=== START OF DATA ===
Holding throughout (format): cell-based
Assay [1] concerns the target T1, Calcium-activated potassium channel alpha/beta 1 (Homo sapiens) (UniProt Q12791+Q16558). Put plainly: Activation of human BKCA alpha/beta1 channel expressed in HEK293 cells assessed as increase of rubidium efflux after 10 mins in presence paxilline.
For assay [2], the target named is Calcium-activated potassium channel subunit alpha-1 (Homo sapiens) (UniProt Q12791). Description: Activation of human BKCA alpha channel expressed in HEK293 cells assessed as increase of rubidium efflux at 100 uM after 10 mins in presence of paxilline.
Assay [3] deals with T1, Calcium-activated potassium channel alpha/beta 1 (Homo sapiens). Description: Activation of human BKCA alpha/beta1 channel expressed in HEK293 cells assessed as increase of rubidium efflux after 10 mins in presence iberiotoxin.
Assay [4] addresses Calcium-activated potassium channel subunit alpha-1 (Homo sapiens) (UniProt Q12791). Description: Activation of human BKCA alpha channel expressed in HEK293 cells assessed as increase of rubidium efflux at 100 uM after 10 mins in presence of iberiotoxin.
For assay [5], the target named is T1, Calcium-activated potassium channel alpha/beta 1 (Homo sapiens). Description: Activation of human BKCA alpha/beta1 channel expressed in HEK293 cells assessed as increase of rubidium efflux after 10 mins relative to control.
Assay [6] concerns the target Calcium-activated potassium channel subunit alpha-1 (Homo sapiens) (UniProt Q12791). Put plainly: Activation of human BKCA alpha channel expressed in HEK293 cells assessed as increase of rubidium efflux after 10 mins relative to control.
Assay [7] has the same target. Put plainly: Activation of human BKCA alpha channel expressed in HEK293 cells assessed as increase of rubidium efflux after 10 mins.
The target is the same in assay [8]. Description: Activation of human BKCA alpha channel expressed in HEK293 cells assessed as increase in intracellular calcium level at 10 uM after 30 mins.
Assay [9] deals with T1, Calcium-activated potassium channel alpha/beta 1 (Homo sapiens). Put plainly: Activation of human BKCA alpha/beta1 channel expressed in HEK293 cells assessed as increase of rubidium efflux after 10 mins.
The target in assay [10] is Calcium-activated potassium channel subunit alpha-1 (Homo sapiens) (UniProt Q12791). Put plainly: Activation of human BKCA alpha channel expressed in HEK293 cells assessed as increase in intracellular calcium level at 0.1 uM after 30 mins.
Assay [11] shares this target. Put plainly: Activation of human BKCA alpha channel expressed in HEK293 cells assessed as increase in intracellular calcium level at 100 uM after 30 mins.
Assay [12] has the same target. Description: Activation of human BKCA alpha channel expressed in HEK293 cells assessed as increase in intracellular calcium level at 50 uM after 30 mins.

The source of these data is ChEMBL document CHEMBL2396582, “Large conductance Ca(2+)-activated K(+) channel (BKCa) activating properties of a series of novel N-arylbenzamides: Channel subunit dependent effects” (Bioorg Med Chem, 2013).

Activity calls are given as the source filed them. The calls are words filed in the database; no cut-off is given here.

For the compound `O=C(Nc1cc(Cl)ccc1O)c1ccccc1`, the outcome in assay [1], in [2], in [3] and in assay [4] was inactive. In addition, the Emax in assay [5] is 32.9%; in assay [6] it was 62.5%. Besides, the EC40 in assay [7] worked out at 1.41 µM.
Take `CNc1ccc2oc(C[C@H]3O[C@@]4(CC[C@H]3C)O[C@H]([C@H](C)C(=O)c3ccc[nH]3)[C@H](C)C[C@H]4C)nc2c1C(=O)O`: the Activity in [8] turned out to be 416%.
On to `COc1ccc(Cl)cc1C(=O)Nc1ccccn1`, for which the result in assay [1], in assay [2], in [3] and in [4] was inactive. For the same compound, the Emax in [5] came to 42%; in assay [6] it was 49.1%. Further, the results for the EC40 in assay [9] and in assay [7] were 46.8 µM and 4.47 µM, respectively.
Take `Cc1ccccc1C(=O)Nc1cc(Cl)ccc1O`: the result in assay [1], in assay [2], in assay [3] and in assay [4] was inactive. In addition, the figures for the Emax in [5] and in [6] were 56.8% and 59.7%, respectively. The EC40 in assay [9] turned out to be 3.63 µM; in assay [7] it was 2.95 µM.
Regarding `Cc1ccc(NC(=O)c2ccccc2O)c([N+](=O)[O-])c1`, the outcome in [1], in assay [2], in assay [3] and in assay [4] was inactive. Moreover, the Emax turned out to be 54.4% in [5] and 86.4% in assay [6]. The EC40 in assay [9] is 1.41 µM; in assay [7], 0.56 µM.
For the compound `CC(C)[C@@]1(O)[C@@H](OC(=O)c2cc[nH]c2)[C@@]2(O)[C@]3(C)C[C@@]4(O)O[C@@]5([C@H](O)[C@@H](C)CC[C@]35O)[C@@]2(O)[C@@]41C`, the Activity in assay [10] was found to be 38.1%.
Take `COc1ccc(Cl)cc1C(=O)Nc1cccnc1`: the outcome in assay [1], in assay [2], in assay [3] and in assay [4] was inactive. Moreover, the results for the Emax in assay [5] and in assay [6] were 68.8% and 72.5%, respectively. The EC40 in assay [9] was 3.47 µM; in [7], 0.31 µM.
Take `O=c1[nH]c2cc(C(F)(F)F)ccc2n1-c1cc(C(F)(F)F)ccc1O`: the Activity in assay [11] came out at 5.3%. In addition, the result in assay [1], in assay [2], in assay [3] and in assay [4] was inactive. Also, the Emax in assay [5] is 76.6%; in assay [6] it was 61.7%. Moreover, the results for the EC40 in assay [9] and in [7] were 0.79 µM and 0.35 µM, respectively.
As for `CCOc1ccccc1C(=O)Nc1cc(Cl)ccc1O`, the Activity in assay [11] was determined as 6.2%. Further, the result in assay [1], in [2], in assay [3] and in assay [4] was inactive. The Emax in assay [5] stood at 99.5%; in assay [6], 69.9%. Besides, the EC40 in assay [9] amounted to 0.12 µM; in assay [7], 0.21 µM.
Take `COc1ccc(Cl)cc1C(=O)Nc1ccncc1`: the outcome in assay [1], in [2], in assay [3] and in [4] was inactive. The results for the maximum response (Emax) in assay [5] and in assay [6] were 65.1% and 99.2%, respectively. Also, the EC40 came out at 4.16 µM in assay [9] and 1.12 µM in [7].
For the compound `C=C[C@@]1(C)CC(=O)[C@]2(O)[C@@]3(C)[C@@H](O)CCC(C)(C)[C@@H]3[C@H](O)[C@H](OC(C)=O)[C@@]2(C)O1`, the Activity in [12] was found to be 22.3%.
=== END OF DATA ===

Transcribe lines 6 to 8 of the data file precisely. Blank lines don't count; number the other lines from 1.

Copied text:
For assay [5], the target named is T1, Calcium-activated potassium channel alpha/beta 1 (Homo sapiens). Description: Activation of human BKCA alpha/beta1 channel expressed in HEK293 cells assessed as increase of rubidium efflux after 10 mins relative to control.
Assay [6] concerns the target Calcium-activated potassium channel subunit alpha-1 (Homo sapiens) (UniProt Q12791). Put plainly: Activation of human BKCA alpha channel expressed in HEK293 cells assessed as increase of rubidium efflux after 10 mins relative to control.
Assay [7] has the same target. Put plainly: Activation of human BKCA alpha channel expressed in HEK293 cells assessed as increase of rubidium efflux after 10 mins.